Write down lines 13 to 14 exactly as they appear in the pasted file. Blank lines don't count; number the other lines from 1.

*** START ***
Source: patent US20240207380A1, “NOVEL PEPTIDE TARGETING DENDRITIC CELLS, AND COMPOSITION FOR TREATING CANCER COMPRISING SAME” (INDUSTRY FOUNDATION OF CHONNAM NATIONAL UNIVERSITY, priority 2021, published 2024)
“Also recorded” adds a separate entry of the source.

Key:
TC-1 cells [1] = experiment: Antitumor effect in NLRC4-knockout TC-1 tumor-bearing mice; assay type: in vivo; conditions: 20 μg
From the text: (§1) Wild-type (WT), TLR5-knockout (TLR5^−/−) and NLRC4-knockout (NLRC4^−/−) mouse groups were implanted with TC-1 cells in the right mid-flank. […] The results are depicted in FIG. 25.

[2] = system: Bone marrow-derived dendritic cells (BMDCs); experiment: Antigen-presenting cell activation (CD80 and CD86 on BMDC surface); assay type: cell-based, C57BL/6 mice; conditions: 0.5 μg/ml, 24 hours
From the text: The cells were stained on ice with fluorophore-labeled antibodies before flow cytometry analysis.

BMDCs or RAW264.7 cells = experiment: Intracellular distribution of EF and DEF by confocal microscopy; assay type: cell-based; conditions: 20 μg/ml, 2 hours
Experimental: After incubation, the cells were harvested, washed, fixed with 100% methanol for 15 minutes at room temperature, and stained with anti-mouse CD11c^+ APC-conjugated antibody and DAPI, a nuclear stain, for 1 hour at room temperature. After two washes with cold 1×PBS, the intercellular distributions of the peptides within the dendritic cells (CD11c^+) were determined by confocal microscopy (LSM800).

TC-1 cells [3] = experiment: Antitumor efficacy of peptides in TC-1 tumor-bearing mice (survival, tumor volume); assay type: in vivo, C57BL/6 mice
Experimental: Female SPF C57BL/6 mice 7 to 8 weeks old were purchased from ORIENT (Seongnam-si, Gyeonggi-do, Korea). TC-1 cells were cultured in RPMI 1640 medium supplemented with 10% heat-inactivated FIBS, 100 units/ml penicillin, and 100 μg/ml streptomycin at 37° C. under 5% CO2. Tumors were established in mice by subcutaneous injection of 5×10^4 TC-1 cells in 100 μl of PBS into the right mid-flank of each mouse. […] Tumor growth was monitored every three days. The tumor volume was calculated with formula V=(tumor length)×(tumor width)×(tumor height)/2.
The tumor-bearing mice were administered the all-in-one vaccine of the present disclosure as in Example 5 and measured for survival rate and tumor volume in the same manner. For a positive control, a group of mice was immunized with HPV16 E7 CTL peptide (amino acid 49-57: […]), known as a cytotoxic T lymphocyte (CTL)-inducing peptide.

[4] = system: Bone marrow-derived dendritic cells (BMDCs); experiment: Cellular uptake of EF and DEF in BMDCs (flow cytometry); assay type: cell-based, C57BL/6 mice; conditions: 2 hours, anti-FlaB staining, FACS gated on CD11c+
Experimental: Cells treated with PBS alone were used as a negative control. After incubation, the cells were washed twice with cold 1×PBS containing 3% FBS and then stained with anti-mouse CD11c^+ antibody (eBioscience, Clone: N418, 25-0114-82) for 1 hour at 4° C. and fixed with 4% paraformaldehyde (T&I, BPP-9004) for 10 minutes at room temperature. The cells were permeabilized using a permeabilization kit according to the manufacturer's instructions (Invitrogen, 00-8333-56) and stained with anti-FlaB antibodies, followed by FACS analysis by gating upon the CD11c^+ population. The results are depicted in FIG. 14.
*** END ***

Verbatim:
[4] = system: Bone marrow-derived dendritic cells (BMDCs); experiment: Cellular uptake of EF and DEF in BMDCs (flow cytometry); assay type: cell-based, C57BL/6 mice; conditions: 2 hours, anti-FlaB staining, FACS gated on CD11c+
Experimental: Cells treated with PBS alone were used as a negative control. After incubation, the cells were washed twice with cold 1×PBS containing 3% FBS and then stained with anti-mouse CD11c^+ antibody (eBioscience, Clone: N418, 25-0114-82) for 1 hour at 4° C. and fixed with 4% paraformaldehyde (T&I, BPP-9004) for 10 minutes at room temperature. The cells were permeabilized using a permeabilization kit according to the manufacturer's instructions (Invitrogen, 00-8333-56) and stained with anti-FlaB antibodies, followed by FACS analysis by gating upon the CD11c^+ population. The results are depicted in FIG. 14.